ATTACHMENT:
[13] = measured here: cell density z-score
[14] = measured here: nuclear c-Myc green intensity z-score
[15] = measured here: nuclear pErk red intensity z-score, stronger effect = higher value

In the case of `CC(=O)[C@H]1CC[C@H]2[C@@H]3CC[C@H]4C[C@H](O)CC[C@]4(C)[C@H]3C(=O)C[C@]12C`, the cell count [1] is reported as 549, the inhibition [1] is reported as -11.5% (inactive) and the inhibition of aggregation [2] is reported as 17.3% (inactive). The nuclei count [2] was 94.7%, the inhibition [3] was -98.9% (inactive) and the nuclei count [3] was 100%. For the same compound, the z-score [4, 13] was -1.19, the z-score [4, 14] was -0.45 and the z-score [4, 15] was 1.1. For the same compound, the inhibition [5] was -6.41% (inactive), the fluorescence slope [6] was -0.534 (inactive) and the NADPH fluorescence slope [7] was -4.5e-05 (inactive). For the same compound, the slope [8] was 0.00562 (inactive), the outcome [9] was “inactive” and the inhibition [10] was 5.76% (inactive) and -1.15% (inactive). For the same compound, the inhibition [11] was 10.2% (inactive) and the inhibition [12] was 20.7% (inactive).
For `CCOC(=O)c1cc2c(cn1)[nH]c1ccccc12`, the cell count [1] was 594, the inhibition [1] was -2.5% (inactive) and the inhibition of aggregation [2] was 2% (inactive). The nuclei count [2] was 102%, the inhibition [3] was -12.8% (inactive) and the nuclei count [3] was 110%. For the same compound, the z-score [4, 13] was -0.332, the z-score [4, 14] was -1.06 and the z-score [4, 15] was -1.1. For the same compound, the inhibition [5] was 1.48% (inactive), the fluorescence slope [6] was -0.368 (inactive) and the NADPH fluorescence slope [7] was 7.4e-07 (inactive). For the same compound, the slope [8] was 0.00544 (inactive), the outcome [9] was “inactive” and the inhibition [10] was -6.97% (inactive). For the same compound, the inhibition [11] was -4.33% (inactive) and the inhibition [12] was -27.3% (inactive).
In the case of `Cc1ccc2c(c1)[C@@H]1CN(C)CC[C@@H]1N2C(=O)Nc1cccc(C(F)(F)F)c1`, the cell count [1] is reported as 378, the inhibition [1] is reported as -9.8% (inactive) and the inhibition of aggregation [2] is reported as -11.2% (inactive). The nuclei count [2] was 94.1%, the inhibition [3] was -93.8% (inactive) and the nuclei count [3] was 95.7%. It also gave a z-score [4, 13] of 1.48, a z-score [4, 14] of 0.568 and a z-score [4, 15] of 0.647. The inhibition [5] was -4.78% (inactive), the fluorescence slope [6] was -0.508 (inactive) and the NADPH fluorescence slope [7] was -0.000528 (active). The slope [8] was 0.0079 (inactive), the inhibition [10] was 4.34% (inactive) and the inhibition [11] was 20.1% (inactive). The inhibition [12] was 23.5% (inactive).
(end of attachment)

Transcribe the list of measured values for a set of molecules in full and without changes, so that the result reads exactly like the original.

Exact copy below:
[13] = measured here: cell density z-score
[14] = measured here: nuclear c-Myc green intensity z-score
[15] = measured here: nuclear pErk red intensity z-score, stronger effect = higher value

In the case of `CC(=O)[C@H]1CC[C@H]2[C@@H]3CC[C@H]4C[C@H](O)CC[C@]4(C)[C@H]3C(=O)C[C@]12C`, the cell count [1] is reported as 549, the inhibition [1] is reported as -11.5% (inactive) and the inhibition of aggregation [2] is reported as 17.3% (inactive). The nuclei count [2] was 94.7%, the inhibition [3] was -98.9% (inactive) and the nuclei count [3] was 100%. For the same compound, the z-score [4, 13] was -1.19, the z-score [4, 14] was -0.45 and the z-score [4, 15] was 1.1. For the same compound, the inhibition [5] was -6.41% (inactive), the fluorescence slope [6] was -0.534 (inactive) and the NADPH fluorescence slope [7] was -4.5e-05 (inactive). For the same compound, the slope [8] was 0.00562 (inactive), the outcome [9] was “inactive” and the inhibition [10] was 5.76% (inactive) and -1.15% (inactive). For the same compound, the inhibition [11] was 10.2% (inactive) and the inhibition [12] was 20.7% (inactive).
For `CCOC(=O)c1cc2c(cn1)[nH]c1ccccc12`, the cell count [1] was 594, the inhibition [1] was -2.5% (inactive) and the inhibition of aggregation [2] was 2% (inactive). The nuclei count [2] was 102%, the inhibition [3] was -12.8% (inactive) and the nuclei count [3] was 110%. For the same compound, the z-score [4, 13] was -0.332, the z-score [4, 14] was -1.06 and the z-score [4, 15] was -1.1. For the same compound, the inhibition [5] was 1.48% (inactive), the fluorescence slope [6] was -0.368 (inactive) and the NADPH fluorescence slope [7] was 7.4e-07 (inactive). For the same compound, the slope [8] was 0.00544 (inactive), the outcome [9] was “inactive” and the inhibition [10] was -6.97% (inactive). For the same compound, the inhibition [11] was -4.33% (inactive) and the inhibition [12] was -27.3% (inactive).
In the case of `Cc1ccc2c(c1)[C@@H]1CN(C)CC[C@@H]1N2C(=O)Nc1cccc(C(F)(F)F)c1`, the cell count [1] is reported as 378, the inhibition [1] is reported as -9.8% (inactive) and the inhibition of aggregation [2] is reported as -11.2% (inactive). The nuclei count [2] was 94.1%, the inhibition [3] was -93.8% (inactive) and the nuclei count [3] was 95.7%. It also gave a z-score [4, 13] of 1.48, a z-score [4, 14] of 0.568 and a z-score [4, 15] of 0.647. The inhibition [5] was -4.78% (inactive), the fluorescence slope [6] was -0.508 (inactive) and the NADPH fluorescence slope [7] was -0.000528 (active). The slope [8] was 0.0079 (inactive), the inhibition [10] was 4.34% (inactive) and the inhibition [11] was 20.1% (inactive). The inhibition [12] was 23.5% (inactive).